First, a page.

Fever is among the early signs that are easily identifiable by children’s caregivers.1 Pneumonia and malaria are two of the most frequent diseases that cause fever in children and are the leading causes of death in children under five in sub-Saharan Africa (SSA). These diseases are public health issues that affect millions of people and cause significant mortality and morbidity every year, especially in SSA.2,3 In 2016, 312,417 deaths in children under five were due to respiratory infections in this region,4 while 285,000 deaths were due to malaria.5

A vast array of control measures have been put into place to prevent these diseases in most SSA countries. Since malaria is vector-borne, one of the most effective measures is vector control, eg, insecticide-treated mosquito nets. Other common ways of preventing malaria are the intermittent preventive treatment of malaria in pregnant women and infants and seasonal malaria chemoprevention in children under the age of five.6 To prevent febrile illness caused by pneumonia, vaccines against causative agents, adequate nutrition, good hygiene, and decreasing indoor air pollution have been recommended by the World Health Organization.7 These interventions and preventive measures have played an important role in decreasing child mortality due to febrile illnesses.7,8

In Burkina Faso, despite the many preventive measures that have been implemented, malaria remains the most common cause of febrile illness. Severe malaria was responsible for 3180 deaths in children under the age of five in 2018,9 making it the leading cause of hospitalization and death for this age group.9 As fever is an early symptom identifiable by caregivers, timely care-seeking for a fever has been identified as a key component in reducing severe complications, sequelae, and death.10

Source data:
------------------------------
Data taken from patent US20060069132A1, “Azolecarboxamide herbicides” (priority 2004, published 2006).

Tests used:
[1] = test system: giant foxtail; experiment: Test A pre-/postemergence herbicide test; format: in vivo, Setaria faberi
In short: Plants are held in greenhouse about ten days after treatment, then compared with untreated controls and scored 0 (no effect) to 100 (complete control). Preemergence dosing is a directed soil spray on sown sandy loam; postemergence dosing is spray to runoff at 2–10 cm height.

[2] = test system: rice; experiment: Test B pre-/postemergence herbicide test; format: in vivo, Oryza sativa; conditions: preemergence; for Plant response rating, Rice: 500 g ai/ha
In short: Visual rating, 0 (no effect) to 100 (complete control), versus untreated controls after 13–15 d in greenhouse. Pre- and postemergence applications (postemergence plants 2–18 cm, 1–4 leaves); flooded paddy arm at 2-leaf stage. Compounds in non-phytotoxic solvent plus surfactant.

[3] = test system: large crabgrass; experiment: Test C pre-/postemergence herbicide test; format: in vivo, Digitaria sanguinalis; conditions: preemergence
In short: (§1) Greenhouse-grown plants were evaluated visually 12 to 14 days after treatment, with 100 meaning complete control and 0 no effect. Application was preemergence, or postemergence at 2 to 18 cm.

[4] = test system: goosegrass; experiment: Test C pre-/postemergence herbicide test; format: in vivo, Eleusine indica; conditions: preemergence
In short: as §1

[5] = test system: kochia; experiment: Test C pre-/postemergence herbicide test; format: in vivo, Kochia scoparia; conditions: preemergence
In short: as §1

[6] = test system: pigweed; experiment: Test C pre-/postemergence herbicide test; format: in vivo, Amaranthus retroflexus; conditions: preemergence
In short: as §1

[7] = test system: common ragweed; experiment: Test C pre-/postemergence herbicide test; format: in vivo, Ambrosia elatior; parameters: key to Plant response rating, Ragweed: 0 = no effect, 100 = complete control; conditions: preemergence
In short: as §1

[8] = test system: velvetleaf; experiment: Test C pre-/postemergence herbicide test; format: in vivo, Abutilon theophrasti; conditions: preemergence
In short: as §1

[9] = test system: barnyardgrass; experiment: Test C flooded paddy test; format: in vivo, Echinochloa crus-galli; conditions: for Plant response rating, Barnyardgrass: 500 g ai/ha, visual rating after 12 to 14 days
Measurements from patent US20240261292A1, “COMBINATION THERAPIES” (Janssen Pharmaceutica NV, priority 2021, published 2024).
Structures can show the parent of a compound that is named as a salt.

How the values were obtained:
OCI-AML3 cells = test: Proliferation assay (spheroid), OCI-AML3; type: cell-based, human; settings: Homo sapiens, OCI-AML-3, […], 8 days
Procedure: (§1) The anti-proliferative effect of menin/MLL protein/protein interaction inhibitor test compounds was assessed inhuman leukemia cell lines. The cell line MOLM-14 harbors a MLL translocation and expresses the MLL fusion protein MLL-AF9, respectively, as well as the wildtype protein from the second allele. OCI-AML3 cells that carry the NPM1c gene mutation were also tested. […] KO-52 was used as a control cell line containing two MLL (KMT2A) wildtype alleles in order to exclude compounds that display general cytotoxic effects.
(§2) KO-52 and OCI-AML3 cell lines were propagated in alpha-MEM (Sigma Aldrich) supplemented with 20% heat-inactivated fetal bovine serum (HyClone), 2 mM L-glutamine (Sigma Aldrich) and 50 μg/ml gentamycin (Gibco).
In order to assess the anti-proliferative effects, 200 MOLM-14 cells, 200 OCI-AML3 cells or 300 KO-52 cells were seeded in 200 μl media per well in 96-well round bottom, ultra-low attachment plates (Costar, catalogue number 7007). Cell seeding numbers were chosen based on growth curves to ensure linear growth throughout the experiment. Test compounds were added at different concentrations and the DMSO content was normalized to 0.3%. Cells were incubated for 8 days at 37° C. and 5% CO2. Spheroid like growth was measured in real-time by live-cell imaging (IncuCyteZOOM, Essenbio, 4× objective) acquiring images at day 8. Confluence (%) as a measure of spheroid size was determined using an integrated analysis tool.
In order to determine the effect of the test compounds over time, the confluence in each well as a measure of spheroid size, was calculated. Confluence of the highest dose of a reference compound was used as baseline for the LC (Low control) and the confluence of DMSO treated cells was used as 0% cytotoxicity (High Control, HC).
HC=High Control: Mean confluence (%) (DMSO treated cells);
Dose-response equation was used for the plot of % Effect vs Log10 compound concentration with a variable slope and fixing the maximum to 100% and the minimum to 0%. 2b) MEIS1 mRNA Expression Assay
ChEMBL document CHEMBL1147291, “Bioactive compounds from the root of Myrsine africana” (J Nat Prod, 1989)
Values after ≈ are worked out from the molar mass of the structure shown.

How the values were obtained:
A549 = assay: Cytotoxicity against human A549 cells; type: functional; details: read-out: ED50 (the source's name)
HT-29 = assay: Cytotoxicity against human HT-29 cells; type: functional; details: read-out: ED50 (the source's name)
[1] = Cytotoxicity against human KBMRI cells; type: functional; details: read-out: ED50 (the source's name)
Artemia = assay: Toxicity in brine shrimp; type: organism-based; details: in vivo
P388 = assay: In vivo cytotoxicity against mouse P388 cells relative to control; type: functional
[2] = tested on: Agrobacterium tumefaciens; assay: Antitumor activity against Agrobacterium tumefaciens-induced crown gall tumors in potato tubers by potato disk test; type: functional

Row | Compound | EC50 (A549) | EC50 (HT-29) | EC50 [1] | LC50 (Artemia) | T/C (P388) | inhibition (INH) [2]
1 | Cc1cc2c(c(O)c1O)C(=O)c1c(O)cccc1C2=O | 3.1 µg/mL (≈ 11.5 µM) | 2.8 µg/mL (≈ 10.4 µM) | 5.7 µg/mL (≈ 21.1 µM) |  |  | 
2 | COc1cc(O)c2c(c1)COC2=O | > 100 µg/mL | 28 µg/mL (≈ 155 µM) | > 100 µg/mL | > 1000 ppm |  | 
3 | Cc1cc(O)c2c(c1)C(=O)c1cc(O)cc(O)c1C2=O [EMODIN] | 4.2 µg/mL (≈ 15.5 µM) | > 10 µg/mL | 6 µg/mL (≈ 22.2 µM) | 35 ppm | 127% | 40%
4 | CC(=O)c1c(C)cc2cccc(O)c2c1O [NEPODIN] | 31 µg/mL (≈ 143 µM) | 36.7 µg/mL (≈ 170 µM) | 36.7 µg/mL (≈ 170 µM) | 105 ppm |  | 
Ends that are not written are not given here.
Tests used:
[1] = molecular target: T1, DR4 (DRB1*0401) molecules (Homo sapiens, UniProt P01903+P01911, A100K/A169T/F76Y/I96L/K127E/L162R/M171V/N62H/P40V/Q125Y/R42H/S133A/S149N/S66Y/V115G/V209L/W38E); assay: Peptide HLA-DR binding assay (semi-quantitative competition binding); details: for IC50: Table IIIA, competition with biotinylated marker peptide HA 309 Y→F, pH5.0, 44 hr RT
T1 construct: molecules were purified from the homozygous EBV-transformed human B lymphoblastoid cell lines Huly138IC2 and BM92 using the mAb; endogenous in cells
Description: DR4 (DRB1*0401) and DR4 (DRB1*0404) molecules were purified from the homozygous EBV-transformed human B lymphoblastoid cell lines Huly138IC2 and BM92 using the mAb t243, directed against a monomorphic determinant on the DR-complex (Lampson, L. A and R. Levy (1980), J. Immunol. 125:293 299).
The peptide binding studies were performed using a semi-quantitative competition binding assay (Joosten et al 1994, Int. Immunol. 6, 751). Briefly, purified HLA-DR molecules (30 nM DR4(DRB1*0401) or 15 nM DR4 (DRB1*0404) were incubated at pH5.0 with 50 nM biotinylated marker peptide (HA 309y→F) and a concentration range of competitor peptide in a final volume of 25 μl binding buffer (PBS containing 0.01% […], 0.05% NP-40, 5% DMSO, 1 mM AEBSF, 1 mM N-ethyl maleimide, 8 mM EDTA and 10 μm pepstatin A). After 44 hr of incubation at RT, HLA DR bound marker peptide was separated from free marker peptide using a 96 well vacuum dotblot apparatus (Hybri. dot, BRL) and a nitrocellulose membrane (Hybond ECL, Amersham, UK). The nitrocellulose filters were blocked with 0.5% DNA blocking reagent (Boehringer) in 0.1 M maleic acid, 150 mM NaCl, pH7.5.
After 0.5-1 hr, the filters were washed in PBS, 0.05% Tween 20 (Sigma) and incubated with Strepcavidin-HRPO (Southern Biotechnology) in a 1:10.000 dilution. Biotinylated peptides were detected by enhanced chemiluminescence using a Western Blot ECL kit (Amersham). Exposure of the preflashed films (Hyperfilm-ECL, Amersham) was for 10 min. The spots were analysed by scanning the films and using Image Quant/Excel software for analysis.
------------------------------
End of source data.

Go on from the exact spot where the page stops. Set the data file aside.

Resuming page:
Even though safe and effective treatments are available, multiple factors can potentially cause caregivers not to seek appropriate care. One factor is limited financial resources—patients can use up to one-third of their total income for both direct and indirect costs,11 which can reduce the number of people seeking care. Like many other countries in Africa, Burkina Faso does not have a functional health insurance system, with a low healthcare coverage of approximately 39%.12 Thus, people are required to make out-of-pocket payments whenever they seek care. This causes a financial barrier for those who have a low income and especially for the vulnerable groups comprised of women and children. In 2006, Burkina Faso launched a national healthcare policy for pregnant women and newborns, requiring pregnant women to pay only 20% of their medical costs;13 however, since women and children are the most affected and to further reduce child mortality, in 2016, the government decided to completely abolish direct healthcare payments for both pregnant women and children under the age of five.12 This policy aimed to increase care-seeking by reducing direct payments.

Even though free treatment is available, other care-seeking behaviors can potentially impede caregivers from seeking timely and appropriate healthcare. Studies conducted in Malawi, for instance, showed that household and individual factors such as the mother’s level of education, the child’s age, the position of the child in the family, the religion, and the wealth index of the household, as well as environmental factors such as region, distance from the nearest health facility, and residential area (urban/rural) play an important role in care-seeking.14,15 A study conducted in Mozambique showed that the mother’s age, religion, and sex of the head of the household were potential determinants of care-seeking for a fever.16